Haven’t heard of Shia LaBeouf? Sure you have. He’s had parts in Charlie’s Angels: Full Throttle, I, Robot, Holes, Constantine; and Bobby. Not to mention he carried The Battle of Shaker Heights – the movie from Project Greenlight’s second season.
Still not ringing any bells? Well, that won’t last much longer. With Transformers and Surf’s Up on the horizon in the next couple of months, you’ll be seeing more of him than you know what to do with. And of course there are those persistent, albeit as-yet-unconfirmed, rumors that he is going to play Indy's son in Indiana Jones 4. But before all that, there will be the new suspense thriller Disturbia.
In Disturbia, LaBeouf plays Kale, an average teenager with a happy suburban life that suddenly gets turned upside down when his father is killed in a car accident with Kale at the wheel. Kale escapes physically unscathed, but the emotional trauma changes him into a withdrawn, distant kid. When a particularly insensitive teacher brings up Kale’s dad, Kale punches him out and winds up being put under house arrest for the summer as punishment.
While getting to hang out all day with cable and X-box and no responsibilities might seem like a dream come true, Kale quickly gets cabin fever. He alleviates the boredom by spying on his neighbors, especially Ashley (Sarah Roemer), the hot new girl next door. It doesn’t take long for him to notice more than meets the eye at several other houses, as well—including one neighbor whom he begins to suspect of being a serial killer wanted by the police.
The concept of Disturbia doesn’t necessarily sound like much to crow at. Obviously, the guy trapped in his house with nothing to do but watch the “reality TV” that is his neighbors' lives is a retake on Alfred Hitchcock’s Rear Window. And as appealing as serial killer thrillers always seem, they rarely deliver on their promise.
Disturbia, however, is a lot more than initially meets the eye. From the poster, somehow I thought that LaBeouf’s character was going to be a Dylan Klebold type – using those hi-fi binoculars to scope out who he was going to gun down at school. I guess it helps to watch the trailer, because obviously that is not the case. But then, the trailer makes Disturbia look like it is one big shock-fest through and through, and that isn't quite accurate, either.
The reality is that in addition to borrowing the idea behind Rear Window, Disturbia pays homage to Hitchcock in its sense of pacing, as well, in its use of the Hitchcock's signature slow build. Director D.J. Caruso (The Salton Sea) said that in addition to liking thrillers, he was also inspired by the movies of Cameron Crowe and John Hughes, and you can tell. Disturbia delves deeper into the characters of Kale and his two best friends than in your standard thriller, and the movie's midsection seems like an idyll where you're pulling for the guy to get the girl.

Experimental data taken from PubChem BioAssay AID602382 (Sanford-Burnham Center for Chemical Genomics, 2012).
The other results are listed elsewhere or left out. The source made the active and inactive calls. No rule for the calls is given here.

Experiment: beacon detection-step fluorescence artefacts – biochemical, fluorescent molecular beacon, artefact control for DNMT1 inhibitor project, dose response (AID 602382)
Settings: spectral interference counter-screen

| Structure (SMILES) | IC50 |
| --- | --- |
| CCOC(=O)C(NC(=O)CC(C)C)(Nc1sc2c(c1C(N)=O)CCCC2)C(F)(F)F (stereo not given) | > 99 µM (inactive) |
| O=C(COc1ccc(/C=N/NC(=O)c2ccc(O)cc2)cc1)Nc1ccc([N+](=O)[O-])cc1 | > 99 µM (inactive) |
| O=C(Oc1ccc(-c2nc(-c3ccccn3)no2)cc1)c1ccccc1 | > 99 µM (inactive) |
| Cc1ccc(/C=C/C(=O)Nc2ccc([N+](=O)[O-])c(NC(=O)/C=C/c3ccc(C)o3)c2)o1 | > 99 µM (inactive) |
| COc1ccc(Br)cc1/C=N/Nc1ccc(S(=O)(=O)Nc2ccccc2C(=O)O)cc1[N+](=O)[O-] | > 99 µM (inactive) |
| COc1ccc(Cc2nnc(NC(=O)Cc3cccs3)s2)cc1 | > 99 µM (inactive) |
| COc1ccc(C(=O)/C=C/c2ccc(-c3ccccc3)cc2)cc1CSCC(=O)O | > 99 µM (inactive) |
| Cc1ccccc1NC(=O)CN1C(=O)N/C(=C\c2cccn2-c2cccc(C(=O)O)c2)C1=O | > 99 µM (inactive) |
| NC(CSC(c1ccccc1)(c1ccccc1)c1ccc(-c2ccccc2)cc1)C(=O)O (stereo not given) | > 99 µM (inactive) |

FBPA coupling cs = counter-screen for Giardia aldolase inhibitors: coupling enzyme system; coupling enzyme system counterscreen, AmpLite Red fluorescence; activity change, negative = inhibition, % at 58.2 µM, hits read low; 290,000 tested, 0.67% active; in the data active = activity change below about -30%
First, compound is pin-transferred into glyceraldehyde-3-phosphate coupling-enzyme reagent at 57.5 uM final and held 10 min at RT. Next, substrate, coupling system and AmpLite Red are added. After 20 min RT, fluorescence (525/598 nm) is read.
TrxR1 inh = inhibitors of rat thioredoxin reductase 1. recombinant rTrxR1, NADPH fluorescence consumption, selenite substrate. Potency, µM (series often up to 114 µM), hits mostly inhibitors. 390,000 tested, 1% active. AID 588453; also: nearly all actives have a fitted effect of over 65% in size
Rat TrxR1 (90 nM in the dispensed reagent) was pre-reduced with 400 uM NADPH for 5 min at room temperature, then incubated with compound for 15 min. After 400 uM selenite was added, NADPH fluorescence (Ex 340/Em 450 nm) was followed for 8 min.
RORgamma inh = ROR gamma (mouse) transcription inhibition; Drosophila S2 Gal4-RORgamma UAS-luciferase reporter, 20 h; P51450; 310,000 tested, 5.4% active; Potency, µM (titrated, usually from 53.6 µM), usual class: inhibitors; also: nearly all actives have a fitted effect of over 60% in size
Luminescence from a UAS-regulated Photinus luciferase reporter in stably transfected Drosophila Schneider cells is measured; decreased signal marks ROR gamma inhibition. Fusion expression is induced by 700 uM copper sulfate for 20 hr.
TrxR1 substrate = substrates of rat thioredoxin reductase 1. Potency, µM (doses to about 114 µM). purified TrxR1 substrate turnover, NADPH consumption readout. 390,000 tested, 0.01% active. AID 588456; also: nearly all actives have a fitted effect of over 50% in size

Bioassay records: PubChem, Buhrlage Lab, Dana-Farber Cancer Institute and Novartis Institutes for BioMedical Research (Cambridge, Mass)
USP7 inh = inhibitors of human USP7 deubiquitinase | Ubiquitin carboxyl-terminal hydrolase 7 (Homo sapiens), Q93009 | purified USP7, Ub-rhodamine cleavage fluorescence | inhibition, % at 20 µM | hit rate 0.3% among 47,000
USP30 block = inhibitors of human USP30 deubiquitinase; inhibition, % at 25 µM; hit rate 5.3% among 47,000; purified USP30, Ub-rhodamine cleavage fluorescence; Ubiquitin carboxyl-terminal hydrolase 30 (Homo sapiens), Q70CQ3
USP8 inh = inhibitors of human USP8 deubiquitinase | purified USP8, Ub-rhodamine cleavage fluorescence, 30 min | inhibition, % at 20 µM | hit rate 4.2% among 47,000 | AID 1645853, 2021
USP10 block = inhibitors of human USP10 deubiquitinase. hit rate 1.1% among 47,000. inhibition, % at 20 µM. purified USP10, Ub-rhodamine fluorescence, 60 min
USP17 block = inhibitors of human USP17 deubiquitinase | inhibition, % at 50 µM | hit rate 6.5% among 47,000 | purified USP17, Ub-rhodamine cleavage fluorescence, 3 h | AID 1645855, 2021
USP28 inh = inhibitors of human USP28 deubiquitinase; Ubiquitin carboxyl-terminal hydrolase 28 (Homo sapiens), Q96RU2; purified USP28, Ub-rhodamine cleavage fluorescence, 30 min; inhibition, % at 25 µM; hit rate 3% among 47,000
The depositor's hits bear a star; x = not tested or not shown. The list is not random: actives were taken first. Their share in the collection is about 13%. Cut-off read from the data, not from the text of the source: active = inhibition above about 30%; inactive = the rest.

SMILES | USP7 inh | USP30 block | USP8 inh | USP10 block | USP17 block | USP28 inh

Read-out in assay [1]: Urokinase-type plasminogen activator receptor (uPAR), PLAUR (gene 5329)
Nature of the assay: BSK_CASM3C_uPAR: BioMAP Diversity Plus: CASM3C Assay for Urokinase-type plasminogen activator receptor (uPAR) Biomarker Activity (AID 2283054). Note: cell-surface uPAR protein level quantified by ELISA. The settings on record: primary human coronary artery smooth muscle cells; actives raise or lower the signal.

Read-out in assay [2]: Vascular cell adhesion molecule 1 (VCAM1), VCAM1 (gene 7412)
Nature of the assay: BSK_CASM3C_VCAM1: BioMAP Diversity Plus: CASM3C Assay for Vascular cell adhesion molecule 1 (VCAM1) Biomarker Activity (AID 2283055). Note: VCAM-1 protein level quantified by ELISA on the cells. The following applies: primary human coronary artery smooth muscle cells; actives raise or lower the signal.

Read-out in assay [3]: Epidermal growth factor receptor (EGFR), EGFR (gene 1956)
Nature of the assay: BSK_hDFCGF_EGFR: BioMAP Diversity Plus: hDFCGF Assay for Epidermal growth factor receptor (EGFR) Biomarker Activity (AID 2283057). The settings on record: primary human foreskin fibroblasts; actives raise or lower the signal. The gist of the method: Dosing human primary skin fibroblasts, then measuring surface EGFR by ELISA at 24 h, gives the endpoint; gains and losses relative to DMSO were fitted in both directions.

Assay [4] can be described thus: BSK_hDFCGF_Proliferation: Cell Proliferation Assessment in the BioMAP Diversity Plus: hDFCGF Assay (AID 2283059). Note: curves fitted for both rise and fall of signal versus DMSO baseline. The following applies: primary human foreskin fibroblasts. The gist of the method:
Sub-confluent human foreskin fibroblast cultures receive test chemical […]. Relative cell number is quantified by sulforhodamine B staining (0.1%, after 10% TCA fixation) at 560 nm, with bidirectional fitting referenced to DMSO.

Don’t get me wrong – there are still lots of little starts in there to scare you and remind you what you’re there for every time you are lulled into submission throughout. But they’re nothing compared with the end when the movie suddenly explodes into its thriller crescendo.
LaBeouf, Roemer, and Aaron Yoo (Ronnie) all create realistic, identifiable teens. And David Morse is perfect casting as the creepy neighbor.
Screenwriters Christopher Landon and Carl Ellsworth did a pretty decent job with the story, especially how they dealt with getting a basically good kid stuck under house arrest. Even though Landon and Ellsworth tried to deal with them, there are still some plot holes, but you kind of don't mind them with all the action going on. And yes, Disturbia is one of those movies when you are screaming at the characters to just call 911. But overall it held together much better than I expected and is a good, fun, interesting movie.
So good and fun, in fact, that it kind of feels like a summer movie. I’m going to suspect that Disturbia is coming out now so that it isn’t actually the Summer of Shia, with him in several movies up against each other. But whatever the cause, bring a date with you to the theater – because if your experience is anything like mine, you're going to be clinging to each other in your seats.